Vietnamese Kitchen at Lost Love Lounge and Cranston Clements
The very name of this bar, located at 2529 Dauphine Street, can invoke feelings of melancholy and woe, but with good neighborhood company and amazing Vietnamese fare, it's hard to feel forlorn. Co-owner of Lost Love Lounge Geoff Douville understands the role that bars play in human interaction and the inevitable emotions that come of it. He explains, "It, of course, serves a function because people choose to gather there. There's just simply no question of the fact that when humans choose to congregate, ideas are exchanged, people fall in love, people fi nd ways to hate each other, people have fun; there's just a whole range of interaction that people have in a bar."
As a gathering place, it's only fi tting that a bar has a kitchen too. Douville says, "[Having food at a bar] is really a time-honored New Orleans tradition that doesn't get a lot of airplay. There are many examples of bars that have these service windows. They are indicative of that fact that bars for many years have been serving fare in New Orleans. It's a resurgence of something that has been a part of New Orleans culture for a long time."
Lost Love Lounge's Vietnamese Kitchen has been a part of the bar for three years, and has recently found a new chef to take the kitchen formerly known as Pho King to a new level of popularity. Douville says, "I think it's the best that it's been so far. Our principal cook is fantastic and has a real eye for quality and consistency." Douville is a musician himself, playing guitar in eclectic local band Egg Yolk Jubilee.
Douville explains, "We have the electrifi ed component, but we also have a marching component. I'm a regular live music guy, I love seeing music, and have since I was underage and could sneak into bars." Being a guitar man, Douville enjoys listening to others like him; they inspired him to start. He recounts seeing one of his favorite players in Fat City: "Who am I going to see every time they play? We would see the Clements Brothers. I see Cranston Clements on the guitar and he's just so awesome. I love this guy." Before Clements was on that stage, he learned about music through his home piano and school music teachers. Clements says, "I was drawn to music from the earliest conscious moments. I remember going to see Tammy And The Doctor with my grandmom Ruth. When the theme song came on they practically had to call the paramedics for me; I was almost destroyed by the pain and longing of that little ditty!" Clements and his brother Dave formed the Clements Brothers band. He explains, "We went through the whole '60s thing together. I would be a whole different person without having had him to share all the mind-blowing musical experiences with. We skipped out from school to delve into the new Cream album Wheels Of Fire, then we put on Live at the Fillmore and the explosion of awareness that these guys were MAKING THIS STUFF UP hit us. Dave and I were rolling around on the fl oor, leaping into the air, screaming. The whole purpose of music and life changed at that moment. I wouldn't trade anything for the musical experiences I had and was fortunate enough to have my brother to share them with."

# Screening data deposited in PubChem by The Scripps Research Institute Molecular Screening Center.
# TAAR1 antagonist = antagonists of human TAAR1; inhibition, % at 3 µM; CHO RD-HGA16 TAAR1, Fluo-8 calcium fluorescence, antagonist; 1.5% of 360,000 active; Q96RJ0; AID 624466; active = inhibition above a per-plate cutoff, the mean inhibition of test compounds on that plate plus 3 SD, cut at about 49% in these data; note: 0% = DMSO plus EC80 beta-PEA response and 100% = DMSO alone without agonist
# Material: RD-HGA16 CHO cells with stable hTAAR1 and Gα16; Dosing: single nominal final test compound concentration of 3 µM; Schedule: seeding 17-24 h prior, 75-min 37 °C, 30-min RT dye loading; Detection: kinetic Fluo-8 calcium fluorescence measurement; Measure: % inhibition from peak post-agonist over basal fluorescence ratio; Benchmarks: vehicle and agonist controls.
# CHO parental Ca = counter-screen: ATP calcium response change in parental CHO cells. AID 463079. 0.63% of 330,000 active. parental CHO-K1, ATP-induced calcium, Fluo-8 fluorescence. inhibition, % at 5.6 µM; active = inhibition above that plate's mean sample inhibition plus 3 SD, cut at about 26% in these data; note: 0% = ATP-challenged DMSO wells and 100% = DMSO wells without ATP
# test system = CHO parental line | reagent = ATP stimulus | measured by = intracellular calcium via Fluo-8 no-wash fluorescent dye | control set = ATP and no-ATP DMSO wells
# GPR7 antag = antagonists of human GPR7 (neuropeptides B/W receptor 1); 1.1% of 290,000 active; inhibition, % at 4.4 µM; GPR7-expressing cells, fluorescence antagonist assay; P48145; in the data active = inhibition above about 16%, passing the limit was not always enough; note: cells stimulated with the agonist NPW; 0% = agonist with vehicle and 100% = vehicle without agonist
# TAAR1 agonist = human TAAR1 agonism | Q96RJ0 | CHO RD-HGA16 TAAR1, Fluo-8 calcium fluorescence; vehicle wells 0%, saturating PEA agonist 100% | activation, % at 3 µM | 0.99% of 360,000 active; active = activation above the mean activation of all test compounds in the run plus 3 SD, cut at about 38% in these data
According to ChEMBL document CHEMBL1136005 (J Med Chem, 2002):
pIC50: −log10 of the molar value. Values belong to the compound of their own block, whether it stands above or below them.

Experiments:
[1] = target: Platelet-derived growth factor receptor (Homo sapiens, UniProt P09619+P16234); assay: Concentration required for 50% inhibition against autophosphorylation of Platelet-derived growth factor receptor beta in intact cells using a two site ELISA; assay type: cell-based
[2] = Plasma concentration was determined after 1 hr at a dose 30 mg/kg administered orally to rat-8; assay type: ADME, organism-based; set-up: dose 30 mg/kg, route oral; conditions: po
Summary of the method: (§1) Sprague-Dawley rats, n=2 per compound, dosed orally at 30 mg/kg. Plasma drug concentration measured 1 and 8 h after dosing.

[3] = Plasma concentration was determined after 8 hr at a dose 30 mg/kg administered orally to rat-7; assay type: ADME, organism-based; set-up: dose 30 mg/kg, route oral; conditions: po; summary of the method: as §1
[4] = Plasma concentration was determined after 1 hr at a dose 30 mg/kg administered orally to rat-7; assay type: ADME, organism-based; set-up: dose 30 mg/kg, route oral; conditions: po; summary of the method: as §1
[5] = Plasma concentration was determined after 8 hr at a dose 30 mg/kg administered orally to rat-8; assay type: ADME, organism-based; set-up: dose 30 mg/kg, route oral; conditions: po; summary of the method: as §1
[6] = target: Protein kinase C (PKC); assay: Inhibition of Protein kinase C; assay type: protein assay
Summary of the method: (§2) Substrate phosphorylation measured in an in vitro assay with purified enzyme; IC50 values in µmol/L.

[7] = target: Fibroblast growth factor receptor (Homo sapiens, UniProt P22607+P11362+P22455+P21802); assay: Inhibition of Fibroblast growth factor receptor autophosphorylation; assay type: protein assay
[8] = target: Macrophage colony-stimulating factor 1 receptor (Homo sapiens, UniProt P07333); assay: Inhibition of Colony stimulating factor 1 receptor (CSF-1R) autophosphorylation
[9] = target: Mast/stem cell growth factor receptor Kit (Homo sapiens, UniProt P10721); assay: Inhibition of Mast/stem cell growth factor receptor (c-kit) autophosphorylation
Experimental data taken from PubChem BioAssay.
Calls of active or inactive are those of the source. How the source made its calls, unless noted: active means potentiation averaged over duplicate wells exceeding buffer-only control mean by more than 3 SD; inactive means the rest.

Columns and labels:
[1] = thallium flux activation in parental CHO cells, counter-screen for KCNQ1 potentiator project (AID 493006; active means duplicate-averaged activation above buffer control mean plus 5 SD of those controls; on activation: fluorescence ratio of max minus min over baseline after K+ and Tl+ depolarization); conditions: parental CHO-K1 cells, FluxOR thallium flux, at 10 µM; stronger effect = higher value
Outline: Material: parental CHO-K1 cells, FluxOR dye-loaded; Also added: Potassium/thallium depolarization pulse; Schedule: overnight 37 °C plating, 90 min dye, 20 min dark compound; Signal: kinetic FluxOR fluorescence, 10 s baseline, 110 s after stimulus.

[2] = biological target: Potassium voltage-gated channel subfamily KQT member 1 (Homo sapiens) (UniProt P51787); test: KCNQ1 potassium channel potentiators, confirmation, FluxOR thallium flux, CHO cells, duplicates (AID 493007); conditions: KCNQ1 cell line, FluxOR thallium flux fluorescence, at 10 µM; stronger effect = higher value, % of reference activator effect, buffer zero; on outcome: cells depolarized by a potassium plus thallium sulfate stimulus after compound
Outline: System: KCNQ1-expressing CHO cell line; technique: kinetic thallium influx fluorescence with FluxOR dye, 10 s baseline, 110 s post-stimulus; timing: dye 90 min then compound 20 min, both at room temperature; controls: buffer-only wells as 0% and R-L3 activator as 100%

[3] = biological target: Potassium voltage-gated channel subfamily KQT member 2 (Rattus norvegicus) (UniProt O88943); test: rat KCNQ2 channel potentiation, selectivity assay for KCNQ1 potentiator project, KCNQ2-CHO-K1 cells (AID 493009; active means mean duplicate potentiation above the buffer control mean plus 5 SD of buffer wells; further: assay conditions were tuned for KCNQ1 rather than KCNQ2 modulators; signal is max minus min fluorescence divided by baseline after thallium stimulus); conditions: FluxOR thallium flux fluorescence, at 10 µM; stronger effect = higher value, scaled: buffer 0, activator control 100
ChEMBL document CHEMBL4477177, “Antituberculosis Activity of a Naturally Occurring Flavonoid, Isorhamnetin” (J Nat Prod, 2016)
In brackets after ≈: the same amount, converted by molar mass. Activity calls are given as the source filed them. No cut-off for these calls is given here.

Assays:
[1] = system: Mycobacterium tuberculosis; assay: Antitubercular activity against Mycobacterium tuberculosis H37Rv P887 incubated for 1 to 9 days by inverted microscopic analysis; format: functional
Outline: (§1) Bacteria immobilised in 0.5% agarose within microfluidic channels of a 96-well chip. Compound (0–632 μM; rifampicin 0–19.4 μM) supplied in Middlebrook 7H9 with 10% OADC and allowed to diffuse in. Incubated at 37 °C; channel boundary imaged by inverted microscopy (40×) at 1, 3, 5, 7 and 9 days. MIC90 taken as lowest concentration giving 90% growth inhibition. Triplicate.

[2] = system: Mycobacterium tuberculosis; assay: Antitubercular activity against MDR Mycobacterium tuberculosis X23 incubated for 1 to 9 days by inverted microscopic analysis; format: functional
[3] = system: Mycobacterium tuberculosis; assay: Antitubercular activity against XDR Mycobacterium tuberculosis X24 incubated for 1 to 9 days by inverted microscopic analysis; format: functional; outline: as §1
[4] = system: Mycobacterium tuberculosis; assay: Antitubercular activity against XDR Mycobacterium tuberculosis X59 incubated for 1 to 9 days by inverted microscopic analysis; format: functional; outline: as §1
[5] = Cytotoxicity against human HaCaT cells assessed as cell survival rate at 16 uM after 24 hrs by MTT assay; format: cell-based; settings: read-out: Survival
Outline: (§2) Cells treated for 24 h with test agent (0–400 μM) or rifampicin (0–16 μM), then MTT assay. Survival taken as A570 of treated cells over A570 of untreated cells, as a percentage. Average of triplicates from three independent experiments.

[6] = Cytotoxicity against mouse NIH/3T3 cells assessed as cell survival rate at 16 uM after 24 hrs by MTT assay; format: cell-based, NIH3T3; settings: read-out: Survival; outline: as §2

Eventually Clements made it big with Wayne Cochran & the C.C. Riders. Clements explains, "I spent some years at universities. Never got a degree, but while at UNO playing in the jazz ensemble, a sax player named Dennis Wilson who had been with [the band] put my name in the hat to audition. That was the next huge transformation in my life. I was given the chance to work briefl y with Wayne's arranger Charles Brent, perhaps the greatest musical mind I've ever encountered. He had faith that I could eventually cut the gig and I was able to hang in long enough to get up to a level that proved to be the training I needed to become a 'pro'."
Now Cranston performs in Nola Country and other guitar-oriented bands in town. His children also went into the music business; his twin sons even formed Clements Brothers Part Deux. Clements elaborates, "Tyler is a brilliant drummer/pianist, Austin is a phenomenal bassist and can tear up guitar. They both are playing with Cyril Neville's son Omari in Rejected Youth Nation. My daughter Annie is in the big leagues: seven years with Sugarland."
Clements has the typical New Orleanian taste for seafood. He says, "My partner Coco Dupuy and I love Maple Street Café. The Oysters Almondine are to die for," but he also likes international fl avors, and anywhere open after midnight, such as Sushi Brothers, Camellia Grill, and Juan's Flying Burrito.